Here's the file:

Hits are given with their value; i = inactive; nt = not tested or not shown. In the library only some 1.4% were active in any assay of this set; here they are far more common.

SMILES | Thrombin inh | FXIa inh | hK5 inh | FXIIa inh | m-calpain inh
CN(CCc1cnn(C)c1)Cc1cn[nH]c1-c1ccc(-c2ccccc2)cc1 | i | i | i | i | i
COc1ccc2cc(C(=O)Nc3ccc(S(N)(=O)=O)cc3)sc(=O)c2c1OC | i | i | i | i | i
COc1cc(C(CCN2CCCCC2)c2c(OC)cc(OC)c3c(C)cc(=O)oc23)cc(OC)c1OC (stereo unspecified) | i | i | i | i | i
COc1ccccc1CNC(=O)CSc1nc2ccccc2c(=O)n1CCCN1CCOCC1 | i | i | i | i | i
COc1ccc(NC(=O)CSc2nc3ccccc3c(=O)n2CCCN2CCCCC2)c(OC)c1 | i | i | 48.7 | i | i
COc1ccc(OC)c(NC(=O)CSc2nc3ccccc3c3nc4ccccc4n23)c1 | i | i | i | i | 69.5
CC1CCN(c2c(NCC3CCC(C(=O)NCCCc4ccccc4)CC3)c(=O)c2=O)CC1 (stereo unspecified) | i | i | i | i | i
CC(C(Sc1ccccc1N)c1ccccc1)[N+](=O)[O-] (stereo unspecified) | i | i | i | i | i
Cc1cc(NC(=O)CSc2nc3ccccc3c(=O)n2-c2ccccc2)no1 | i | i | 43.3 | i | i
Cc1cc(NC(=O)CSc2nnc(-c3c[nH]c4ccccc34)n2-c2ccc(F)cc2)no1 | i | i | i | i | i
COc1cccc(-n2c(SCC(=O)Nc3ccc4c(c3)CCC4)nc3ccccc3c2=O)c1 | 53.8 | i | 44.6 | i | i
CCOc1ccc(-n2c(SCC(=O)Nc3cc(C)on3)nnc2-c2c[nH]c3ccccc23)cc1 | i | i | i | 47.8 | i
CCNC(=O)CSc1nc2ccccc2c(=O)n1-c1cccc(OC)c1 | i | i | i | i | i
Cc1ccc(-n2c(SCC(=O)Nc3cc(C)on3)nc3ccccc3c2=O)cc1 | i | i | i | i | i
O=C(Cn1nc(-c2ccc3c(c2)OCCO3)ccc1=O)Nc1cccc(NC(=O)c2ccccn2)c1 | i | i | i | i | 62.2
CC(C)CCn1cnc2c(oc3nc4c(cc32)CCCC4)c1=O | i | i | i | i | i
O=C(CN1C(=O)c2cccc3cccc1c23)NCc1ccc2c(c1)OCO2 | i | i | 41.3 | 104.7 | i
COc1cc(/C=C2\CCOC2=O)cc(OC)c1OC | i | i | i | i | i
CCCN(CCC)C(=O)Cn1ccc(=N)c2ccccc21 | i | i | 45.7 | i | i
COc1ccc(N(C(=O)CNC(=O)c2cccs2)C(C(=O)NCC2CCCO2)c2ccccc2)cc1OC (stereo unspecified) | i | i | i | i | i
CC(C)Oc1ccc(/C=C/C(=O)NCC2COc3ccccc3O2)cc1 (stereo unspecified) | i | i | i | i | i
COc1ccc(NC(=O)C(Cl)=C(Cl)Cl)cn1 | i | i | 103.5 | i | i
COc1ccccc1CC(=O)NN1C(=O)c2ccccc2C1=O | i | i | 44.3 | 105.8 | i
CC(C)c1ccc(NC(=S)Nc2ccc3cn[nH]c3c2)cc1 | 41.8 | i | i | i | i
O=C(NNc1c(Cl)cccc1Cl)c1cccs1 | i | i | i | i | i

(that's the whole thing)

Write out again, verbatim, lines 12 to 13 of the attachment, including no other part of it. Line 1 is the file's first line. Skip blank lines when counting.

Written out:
Cc1cc(NC(=O)CSc2nnc(-c3c[nH]c4ccccc34)n2-c2ccc(F)cc2)no1 | i | i | i | i | i
COc1cccc(-n2c(SCC(=O)Nc3ccc4c(c3)CCC4)nc3ccccc3c2=O)c1 | 53.8 | i | 44.6 | i | i